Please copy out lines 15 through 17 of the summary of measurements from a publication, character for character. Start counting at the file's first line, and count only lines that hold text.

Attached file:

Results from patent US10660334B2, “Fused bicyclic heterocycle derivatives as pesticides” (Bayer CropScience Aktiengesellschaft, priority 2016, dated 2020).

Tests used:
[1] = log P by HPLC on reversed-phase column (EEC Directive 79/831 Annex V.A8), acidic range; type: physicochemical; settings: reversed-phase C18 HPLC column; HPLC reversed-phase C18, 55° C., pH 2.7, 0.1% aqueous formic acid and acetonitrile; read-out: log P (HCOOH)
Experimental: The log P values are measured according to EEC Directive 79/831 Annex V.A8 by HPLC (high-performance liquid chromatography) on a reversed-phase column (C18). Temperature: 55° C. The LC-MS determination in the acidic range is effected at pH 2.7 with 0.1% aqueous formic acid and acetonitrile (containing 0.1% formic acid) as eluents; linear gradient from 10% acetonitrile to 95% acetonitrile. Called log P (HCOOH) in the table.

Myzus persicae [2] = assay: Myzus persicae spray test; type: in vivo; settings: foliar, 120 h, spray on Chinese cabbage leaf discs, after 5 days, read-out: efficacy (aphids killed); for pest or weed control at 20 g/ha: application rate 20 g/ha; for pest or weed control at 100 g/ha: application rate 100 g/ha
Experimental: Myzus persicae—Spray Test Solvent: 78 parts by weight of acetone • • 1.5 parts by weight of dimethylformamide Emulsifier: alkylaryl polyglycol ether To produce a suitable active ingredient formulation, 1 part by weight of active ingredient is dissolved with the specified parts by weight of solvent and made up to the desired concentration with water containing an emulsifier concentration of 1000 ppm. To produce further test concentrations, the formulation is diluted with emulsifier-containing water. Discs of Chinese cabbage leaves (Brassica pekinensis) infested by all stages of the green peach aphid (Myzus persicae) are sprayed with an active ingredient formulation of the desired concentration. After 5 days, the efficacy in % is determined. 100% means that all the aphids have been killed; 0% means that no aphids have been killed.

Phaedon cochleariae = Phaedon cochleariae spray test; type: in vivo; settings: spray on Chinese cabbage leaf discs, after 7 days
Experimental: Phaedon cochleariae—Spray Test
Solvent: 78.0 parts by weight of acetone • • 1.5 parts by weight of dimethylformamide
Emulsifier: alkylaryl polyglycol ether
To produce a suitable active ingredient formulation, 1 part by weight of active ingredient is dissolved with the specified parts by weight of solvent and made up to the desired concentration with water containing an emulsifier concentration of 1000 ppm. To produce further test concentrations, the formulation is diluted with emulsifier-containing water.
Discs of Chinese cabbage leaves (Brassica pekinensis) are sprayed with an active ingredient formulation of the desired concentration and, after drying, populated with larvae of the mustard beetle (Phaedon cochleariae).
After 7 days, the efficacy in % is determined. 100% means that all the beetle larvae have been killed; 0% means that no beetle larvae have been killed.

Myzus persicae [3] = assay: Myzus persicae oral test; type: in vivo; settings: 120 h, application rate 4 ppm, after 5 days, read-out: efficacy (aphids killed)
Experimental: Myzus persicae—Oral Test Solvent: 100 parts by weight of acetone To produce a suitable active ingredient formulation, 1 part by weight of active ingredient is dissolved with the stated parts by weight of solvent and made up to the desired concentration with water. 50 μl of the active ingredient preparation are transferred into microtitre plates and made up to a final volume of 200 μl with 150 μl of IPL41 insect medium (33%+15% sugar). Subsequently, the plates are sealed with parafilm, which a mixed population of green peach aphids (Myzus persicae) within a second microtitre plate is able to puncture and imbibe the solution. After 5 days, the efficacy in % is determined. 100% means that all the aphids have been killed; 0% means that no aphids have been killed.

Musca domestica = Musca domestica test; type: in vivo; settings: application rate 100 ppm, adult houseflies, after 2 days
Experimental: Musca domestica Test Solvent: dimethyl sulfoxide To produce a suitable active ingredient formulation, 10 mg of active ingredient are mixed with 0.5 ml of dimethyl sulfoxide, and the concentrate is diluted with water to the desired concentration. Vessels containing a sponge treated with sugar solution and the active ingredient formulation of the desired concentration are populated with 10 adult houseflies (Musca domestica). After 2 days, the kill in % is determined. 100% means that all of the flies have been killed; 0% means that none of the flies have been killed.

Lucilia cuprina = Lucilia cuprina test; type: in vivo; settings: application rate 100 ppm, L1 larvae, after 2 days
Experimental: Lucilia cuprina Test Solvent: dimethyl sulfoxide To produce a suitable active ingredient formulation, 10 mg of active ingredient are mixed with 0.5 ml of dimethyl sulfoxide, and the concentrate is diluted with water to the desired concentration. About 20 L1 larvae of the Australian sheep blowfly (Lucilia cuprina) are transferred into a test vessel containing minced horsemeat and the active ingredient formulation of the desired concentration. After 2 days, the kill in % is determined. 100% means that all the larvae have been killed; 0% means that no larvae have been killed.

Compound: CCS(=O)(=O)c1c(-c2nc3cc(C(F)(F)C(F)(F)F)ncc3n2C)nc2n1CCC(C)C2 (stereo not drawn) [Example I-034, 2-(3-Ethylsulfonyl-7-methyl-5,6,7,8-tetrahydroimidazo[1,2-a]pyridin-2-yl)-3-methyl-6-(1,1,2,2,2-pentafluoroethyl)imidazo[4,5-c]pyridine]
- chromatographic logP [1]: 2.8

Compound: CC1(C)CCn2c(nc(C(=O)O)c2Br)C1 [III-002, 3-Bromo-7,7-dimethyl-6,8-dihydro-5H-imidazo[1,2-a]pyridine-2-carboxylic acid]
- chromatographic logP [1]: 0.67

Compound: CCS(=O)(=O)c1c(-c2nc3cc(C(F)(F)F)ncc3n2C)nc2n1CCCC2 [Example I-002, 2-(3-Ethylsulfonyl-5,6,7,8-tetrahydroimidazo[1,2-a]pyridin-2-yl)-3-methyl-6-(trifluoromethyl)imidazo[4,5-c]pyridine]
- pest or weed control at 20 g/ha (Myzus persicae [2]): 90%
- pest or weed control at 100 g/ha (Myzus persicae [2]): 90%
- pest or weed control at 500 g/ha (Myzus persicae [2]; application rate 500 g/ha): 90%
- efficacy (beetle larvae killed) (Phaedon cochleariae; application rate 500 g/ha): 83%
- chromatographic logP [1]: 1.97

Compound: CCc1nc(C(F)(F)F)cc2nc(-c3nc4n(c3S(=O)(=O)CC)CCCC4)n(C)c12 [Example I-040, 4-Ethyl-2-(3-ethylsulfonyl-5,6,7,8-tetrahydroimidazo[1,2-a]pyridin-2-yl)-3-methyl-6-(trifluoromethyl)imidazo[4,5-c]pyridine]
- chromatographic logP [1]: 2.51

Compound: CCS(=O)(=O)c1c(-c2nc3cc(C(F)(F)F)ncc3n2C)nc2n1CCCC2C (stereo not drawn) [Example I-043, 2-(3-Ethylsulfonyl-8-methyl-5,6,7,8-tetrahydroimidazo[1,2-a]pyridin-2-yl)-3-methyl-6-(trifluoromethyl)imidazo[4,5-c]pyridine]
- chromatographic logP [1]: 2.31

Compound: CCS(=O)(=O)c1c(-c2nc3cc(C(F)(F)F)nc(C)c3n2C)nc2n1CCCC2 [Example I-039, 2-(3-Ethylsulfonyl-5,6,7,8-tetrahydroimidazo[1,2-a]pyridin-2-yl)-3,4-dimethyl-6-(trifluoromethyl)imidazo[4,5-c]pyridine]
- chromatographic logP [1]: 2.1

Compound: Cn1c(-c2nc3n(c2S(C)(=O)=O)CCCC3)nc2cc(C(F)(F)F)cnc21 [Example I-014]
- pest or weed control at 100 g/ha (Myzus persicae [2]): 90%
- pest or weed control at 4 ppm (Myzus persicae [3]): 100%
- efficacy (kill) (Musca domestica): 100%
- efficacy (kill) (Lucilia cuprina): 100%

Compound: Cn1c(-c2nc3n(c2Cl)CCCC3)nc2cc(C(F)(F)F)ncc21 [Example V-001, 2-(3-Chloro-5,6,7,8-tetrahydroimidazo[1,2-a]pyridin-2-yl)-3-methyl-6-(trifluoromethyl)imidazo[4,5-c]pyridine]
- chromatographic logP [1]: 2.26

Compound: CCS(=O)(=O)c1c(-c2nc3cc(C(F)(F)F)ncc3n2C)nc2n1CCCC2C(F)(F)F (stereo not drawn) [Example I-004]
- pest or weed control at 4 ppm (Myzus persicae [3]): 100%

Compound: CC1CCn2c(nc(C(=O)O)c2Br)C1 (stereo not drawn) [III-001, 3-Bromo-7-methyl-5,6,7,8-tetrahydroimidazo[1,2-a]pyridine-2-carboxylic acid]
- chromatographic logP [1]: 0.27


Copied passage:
Experimental: Myzus persicae—Oral Test Solvent: 100 parts by weight of acetone To produce a suitable active ingredient formulation, 1 part by weight of active ingredient is dissolved with the stated parts by weight of solvent and made up to the desired concentration with water. 50 μl of the active ingredient preparation are transferred into microtitre plates and made up to a final volume of 200 μl with 150 μl of IPL41 insect medium (33%+15% sugar). Subsequently, the plates are sealed with parafilm, which a mixed population of green peach aphids (Myzus persicae) within a second microtitre plate is able to puncture and imbibe the solution. After 5 days, the efficacy in % is determined. 100% means that all the aphids have been killed; 0% means that no aphids have been killed.

Musca domestica = Musca domestica test; type: in vivo; settings: application rate 100 ppm, adult houseflies, after 2 days
Experimental: Musca domestica Test Solvent: dimethyl sulfoxide To produce a suitable active ingredient formulation, 10 mg of active ingredient are mixed with 0.5 ml of dimethyl sulfoxide, and the concentrate is diluted with water to the desired concentration. Vessels containing a sponge treated with sugar solution and the active ingredient formulation of the desired concentration are populated with 10 adult houseflies (Musca domestica). After 2 days, the kill in % is determined. 100% means that all of the flies have been killed; 0% means that none of the flies have been killed.